Expected Budget Cuts Prompt EPA to Reduce Performance Targets in Five-Year Strategic Plan

Just over one year ago, a fertilizer facility in West, TX exploded, killing 15 people and injuring hundreds more. In January, approximately 10,000 gallons of toxic chemicals leaked from a storage tank at a Freedom Industries facility in Charleston, WV into the Elk River, contaminating the drinking water supply of over 300,000 nearby residents. And in February, thousands of gallons of coal ash spilled from unlined ponds at Duke Energy's coal plant into the Dan River in North Carolina. More environmental incidents like these are happening regularly, risking the public's health and the environment. We need stronger national standards for toxic chemicals and hazardous waste, and these standards need to be enforced. But the federal agency charged with issuing and enforcing national environmental standards, the U.S. Environmental Protection Agency (EPA), has been subjected to significant budget cuts over the past several years that have restricted its ability to carry out its mission.

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Stories of Americans Cut Off of Emergency Unemployment Compensation

It was a long and cold winter in Washington, DC, in more ways than one. At the end of 2013, Congress allowed Emergency Unemployment Compensation (EUC) to expire, leaving 1.3 million Americans who had been without work for more than six months suddenly cut off from their lifeline benefits. Unemployment benefits don't provide a lot – about $269 a week on average – but it is enough to put some food on the table, pay the most urgent bills, and hang on by your fingernails until work can be found. Without this support, many families are forced to drain their retirement accounts and sell their belongings. Some face homelessness.

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Weaker Campaign Finance Limits Increase Need for Effective Disclosure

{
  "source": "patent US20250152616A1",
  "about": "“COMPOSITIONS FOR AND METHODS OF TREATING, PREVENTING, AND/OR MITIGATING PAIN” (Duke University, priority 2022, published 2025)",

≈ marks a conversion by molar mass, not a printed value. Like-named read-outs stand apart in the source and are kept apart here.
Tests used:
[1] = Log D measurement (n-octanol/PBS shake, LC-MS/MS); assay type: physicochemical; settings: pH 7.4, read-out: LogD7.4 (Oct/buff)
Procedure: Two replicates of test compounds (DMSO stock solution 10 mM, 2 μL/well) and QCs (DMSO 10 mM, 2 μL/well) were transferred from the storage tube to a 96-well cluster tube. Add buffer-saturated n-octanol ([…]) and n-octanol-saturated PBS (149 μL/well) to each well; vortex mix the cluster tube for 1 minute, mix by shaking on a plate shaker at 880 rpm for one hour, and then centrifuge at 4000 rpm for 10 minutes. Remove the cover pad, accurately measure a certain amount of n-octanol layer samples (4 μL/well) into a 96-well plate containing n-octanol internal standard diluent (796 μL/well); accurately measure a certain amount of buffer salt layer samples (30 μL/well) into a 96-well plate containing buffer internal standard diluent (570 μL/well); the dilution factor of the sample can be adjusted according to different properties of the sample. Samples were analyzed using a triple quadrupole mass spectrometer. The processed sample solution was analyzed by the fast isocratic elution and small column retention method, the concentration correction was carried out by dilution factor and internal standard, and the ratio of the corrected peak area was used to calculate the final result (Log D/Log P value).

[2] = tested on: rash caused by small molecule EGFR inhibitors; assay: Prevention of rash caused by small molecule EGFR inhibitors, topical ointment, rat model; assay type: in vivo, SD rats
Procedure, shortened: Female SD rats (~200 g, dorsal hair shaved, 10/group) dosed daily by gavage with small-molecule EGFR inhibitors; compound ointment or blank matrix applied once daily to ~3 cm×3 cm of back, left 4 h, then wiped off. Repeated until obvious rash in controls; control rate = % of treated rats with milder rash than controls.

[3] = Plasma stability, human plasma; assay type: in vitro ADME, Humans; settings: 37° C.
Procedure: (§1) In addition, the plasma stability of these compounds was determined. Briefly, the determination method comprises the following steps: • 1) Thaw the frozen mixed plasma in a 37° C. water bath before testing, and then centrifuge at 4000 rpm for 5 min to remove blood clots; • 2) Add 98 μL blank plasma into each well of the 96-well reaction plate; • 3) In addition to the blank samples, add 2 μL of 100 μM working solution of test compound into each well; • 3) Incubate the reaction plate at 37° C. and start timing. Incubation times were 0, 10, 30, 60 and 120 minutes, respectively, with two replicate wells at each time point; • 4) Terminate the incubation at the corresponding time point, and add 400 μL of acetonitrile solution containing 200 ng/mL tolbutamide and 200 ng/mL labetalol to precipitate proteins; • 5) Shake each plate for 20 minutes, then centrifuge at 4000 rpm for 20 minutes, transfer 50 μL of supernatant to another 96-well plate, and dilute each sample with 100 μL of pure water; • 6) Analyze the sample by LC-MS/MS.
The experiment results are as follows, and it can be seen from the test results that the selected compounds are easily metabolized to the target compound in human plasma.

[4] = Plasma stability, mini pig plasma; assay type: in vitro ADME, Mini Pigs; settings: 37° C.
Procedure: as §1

On April 2, the U.S. Supreme Court ruled on McCutcheon vs. Federal Election Commission, striking down aggregate limits on the contributions that individuals can give to political candidates. Coupled with the court's earlier rulings that loosened restrictions on corporate spending on election ads, this decision makes comprehensive and timely disclosure of campaign spending even more important. Voters should be able to see who is financing campaigns.

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Rating RATE Participants: Government's Largest Contractors in Corporate Tax Cut Coalition

Reforming America's Taxes Equitably, or RATE Coalition, is a corporate lobby group made up of 29 major corporations and two trade associations. Formed last year, the RATE Coalition has been increasingly active in pressing Congress to cut corporate income tax rates from current levels. But a number of the companies involved in the coalition benefit from the very revenue stream they're seeking to shrink.

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E-Gov Spotlight: Department of Labor's Enforcement Data Tool Provides Access to Worker Safety Information

During Workers' Memorial Day on April 28, the country will honor Americans who have died from a job-related illness or injury. Relevant to that commemoration is the Department of Labor's online enforcement database, which sheds light on safety enforcement actions and company performance in protecting workers from injury, illness, and death.